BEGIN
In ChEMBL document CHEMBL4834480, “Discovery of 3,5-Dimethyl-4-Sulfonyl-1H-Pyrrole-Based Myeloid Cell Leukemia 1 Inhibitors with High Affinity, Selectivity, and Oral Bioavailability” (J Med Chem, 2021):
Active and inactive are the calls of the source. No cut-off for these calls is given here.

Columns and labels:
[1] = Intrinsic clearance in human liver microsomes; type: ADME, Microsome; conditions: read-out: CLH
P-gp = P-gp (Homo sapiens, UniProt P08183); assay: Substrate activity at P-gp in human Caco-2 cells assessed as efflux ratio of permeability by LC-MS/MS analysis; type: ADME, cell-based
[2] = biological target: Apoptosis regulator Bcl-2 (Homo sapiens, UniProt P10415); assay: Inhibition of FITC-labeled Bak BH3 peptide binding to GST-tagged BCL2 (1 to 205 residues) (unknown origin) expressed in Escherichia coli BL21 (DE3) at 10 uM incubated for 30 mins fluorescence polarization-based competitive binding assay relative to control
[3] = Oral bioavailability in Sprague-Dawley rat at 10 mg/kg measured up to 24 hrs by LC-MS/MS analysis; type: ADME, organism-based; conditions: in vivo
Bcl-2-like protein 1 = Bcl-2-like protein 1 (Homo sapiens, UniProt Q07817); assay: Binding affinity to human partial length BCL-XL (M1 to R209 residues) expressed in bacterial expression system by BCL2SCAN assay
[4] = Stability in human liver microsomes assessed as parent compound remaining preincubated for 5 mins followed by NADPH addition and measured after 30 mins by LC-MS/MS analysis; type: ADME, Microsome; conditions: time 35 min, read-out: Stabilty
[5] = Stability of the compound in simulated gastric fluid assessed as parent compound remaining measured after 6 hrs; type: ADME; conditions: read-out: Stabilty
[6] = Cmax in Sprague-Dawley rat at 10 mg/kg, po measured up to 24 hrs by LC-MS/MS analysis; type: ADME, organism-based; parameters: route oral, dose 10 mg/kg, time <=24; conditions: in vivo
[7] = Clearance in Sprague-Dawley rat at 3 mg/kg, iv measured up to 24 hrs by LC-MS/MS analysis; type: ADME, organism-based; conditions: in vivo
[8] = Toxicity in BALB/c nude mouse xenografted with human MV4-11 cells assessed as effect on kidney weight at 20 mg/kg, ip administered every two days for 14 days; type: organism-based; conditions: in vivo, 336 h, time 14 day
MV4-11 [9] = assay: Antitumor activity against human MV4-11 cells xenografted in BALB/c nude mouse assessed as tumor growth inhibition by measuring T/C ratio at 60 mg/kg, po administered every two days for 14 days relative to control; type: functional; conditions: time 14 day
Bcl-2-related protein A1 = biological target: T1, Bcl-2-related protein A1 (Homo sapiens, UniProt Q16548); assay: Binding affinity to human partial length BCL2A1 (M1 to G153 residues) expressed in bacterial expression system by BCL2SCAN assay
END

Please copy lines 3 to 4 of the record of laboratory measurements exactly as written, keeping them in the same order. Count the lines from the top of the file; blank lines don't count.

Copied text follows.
Columns and labels:
[1] = Intrinsic clearance in human liver microsomes; type: ADME, Microsome; conditions: read-out: CLH